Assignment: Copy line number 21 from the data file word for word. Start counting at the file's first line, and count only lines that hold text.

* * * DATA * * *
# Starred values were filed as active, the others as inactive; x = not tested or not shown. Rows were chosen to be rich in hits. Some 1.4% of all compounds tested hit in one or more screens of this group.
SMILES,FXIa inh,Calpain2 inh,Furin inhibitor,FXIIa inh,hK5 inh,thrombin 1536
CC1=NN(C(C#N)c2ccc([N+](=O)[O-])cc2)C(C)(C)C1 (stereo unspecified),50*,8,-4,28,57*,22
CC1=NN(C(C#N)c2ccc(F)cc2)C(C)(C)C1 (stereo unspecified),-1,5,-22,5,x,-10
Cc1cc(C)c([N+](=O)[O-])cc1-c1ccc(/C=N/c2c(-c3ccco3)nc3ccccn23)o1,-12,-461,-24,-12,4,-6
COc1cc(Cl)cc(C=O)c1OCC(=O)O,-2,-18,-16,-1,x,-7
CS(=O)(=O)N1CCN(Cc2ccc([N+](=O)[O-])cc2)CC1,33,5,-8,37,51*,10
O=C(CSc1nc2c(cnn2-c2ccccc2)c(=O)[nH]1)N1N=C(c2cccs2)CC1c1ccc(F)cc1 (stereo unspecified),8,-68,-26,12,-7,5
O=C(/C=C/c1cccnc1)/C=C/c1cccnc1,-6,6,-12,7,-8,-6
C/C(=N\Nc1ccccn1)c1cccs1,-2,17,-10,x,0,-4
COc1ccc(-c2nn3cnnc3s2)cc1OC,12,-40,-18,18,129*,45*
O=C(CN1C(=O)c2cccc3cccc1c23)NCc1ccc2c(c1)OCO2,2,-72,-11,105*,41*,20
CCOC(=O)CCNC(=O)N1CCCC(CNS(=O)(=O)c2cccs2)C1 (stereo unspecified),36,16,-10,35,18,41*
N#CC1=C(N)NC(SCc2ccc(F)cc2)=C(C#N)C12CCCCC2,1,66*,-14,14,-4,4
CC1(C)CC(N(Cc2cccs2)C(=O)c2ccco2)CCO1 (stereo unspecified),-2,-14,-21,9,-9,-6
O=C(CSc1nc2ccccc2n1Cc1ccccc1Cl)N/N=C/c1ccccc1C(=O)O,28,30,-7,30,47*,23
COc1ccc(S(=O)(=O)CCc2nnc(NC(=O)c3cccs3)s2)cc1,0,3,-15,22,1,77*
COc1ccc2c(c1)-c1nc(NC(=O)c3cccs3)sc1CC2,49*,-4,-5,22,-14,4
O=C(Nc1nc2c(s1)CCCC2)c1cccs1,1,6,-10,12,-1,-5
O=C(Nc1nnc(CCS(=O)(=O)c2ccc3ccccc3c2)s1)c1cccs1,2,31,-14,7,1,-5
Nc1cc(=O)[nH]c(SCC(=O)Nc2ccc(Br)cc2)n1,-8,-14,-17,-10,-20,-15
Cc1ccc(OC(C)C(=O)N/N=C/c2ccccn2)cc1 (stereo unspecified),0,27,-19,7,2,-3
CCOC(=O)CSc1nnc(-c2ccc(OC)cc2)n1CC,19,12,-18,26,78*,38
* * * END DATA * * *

Nc1cc(=O)[nH]c(SCC(=O)Nc2ccc(Br)cc2)n1,-8,-14,-17,-10,-20,-15